Mariner Janes. The Monument Cycles (Talonbooks 2013).
Wanda John-Kehewin. In the Dog House (Talonbooks 2013).
These two books raise a number of questions about what we call ‘political poetry.’ Not ‘political poetry,’ what is it? But ‘political poetry,’ how does it work? Wanda John-Kehewin is a First Nations writer who announces in her Preface that these poems ‘discuss taboo topics . . .; what it is like to try to understand all these experiences as part of the creative writing process…’. She sees In the Dog House as ‘a healing journey of sorts, a way to stand in my truth, and a way to give others, like my mother, a voice.’ Mariner Janes ‘works in Vancouver’s Downtown Eastside and he aims to incorporate the multitude of voices he encounters there into his work, through found poetry, transcription, and storytelling.’ Janes is not quite so personally inside the lives he represents as John-Kehewin is, but both writers clearly seek to give voice to those who usually do not have on, especially in poetry. how do they do this?
John-Kehewin writes with great honesty about living a life in which those taboo subjects ‘like alcohol addiction, abandonment, religion, and sexual abuse,’ interpolate their way into every day’s living. The problem for this reader is that her writing works best in the story telling mode, one which tends to lack the rhythmic intensity of the poetry I most admire. So the more narrative pieces move me, but more for the truth of the story than anything to do with their shaping on the page. Perhaps as ‘spoken word’ performances they would have greater impact. Take ‘Colonial Pest-aside,’ with its angry riffs on the ‘colonial pesticide’ of ‘flaming words of righteousness’; on stage this would catch an audience’s interest. A lot of these pieces use abstract terms but do not utilize them satirically against themselves so much as simply registering their oppressive power, which is itself useful. Rather they seem to be a fallback vocabulary that fails to get inside what they present.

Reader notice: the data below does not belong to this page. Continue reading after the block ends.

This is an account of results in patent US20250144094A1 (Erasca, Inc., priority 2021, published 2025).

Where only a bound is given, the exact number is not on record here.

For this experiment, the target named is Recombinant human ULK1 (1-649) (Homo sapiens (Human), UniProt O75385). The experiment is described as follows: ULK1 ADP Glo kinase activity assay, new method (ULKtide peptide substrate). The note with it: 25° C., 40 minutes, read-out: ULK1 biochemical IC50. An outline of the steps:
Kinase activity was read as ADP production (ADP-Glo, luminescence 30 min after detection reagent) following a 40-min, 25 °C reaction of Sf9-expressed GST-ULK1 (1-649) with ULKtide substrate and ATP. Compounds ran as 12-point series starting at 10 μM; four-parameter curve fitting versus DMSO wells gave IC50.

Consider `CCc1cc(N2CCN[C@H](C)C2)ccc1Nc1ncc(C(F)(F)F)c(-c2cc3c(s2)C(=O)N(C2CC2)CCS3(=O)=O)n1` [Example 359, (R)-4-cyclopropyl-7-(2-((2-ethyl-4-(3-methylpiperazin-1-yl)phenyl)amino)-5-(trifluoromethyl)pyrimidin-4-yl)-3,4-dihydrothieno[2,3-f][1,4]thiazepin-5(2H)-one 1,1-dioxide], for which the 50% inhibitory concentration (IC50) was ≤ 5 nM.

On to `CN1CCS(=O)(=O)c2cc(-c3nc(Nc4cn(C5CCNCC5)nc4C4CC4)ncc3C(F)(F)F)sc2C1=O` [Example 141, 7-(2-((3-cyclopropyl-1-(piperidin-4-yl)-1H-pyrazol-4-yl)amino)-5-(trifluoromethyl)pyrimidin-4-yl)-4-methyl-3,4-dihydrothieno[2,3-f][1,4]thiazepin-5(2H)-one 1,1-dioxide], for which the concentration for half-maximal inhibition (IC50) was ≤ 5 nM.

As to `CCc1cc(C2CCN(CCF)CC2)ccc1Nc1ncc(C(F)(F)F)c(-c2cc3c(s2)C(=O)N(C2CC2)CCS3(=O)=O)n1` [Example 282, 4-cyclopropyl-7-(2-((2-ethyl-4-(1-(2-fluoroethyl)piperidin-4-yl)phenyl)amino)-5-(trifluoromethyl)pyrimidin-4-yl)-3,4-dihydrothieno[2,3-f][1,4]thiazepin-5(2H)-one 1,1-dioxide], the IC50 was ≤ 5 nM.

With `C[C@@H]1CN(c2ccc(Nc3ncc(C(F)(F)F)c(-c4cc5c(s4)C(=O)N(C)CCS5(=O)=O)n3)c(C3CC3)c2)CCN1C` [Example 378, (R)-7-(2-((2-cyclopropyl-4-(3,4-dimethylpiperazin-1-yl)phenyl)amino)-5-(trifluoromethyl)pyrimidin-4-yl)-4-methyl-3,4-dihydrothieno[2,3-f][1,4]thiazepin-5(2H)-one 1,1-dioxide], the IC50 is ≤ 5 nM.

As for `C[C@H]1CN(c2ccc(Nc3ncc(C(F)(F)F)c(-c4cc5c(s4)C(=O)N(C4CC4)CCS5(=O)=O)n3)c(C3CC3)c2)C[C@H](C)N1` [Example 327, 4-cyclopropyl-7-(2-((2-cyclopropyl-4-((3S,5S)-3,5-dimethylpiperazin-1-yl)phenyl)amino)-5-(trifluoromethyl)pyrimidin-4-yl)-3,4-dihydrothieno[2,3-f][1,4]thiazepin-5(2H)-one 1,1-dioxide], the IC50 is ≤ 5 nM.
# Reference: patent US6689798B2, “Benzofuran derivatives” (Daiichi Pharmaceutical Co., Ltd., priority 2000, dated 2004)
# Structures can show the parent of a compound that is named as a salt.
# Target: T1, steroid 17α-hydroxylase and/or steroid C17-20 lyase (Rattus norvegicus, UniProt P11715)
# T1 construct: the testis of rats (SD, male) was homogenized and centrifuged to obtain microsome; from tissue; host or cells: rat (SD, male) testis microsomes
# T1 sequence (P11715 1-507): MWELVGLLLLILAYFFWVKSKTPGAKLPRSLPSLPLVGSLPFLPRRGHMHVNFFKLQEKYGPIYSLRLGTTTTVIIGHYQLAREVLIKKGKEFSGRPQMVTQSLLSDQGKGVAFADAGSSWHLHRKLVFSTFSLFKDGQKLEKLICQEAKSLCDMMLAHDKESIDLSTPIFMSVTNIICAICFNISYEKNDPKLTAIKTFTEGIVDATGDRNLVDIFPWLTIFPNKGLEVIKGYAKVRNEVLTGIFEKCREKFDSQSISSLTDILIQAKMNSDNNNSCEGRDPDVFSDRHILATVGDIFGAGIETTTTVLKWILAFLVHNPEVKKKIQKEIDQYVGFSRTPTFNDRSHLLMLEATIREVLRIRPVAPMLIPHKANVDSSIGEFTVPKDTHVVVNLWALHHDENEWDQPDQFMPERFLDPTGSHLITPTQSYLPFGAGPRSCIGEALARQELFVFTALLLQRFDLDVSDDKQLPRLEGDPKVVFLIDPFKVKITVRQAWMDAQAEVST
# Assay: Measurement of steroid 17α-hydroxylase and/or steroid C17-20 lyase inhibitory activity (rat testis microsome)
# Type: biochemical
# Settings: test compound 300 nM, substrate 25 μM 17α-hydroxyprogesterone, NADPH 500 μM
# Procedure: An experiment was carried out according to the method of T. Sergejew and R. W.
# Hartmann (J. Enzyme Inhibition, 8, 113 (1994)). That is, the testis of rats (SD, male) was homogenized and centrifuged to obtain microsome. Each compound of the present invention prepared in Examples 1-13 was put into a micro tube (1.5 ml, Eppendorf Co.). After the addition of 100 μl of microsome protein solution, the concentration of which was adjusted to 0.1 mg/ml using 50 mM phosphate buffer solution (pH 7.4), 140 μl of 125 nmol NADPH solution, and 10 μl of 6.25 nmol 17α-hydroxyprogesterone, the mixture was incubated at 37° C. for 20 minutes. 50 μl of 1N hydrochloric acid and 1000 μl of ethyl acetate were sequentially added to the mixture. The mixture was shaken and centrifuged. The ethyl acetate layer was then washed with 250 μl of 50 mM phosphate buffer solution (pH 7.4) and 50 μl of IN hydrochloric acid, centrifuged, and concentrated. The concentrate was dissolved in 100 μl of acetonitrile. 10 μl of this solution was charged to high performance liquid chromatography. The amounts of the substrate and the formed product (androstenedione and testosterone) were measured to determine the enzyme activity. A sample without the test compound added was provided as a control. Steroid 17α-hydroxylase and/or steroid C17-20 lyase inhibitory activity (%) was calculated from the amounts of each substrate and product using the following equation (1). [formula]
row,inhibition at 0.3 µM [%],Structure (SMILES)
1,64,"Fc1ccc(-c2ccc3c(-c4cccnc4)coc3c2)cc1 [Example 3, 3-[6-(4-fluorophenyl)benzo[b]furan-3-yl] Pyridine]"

There are some sturdy lyrics of pain & love, including the title poem. ‘Luna,’ about an isolated whale, does a better job of finding images that carry the poem: ‘Mist / across the mountain jags’ & ‘when you’re all alone, / you can hear her cry / through the mist — / clotting the air with longing.’ Nevertheless, I found the little memoir about her father teaching her ‘The Medicine Wheel,’ which appears as a kind of Afterword, perhaps the most powerful piece in the collection, with its straightforward narration cutting right to the bone.
Janes also takes on concepts of power & powerlessness, more in terms of the poor & wasted of the inner city. One way of suggesting the difference between his writing & John-Kehewin’s is that he sees words as themselves material not just pointers toward the material lives beyond. So, although he too tells stories, he does so by finding a charged language of each story he uncovers in the language of its teller. There are a lot of personae in The Monument Cycles, although there are also angry statements by the author. Nevertheless, the ‘I’ of these poems is an ever shifting person lost in the maze of ‘i / many / i’ who all too easily finds him or herself
- off the train and walking
- but the shipwreck loomed in the corridor
- right in my path
- prow jutting out of concrete
- with a gorgeous woman
- erupting out of the bow
- no way around
- left only to gape
- and wonder what
- is happening to me
This is Janes at his best. Elsewhere, he utilizes headlines, signage, graffiti, & various overheard conversations to create collages of the found & rehabilitated language of those he serves in his day job. He does tell stories, in the noirish prose of ‘in the shangri-la,’ the jagged fragments of many verses, or the rangy narratives of musicians like Robert Johnson. This is often exciting because much of it’s lean, & it leans into the material world it represents with energy & thwarted love.
Both these books speak from personal worlds most readers will not know well if at all. Both are telling in their different ways.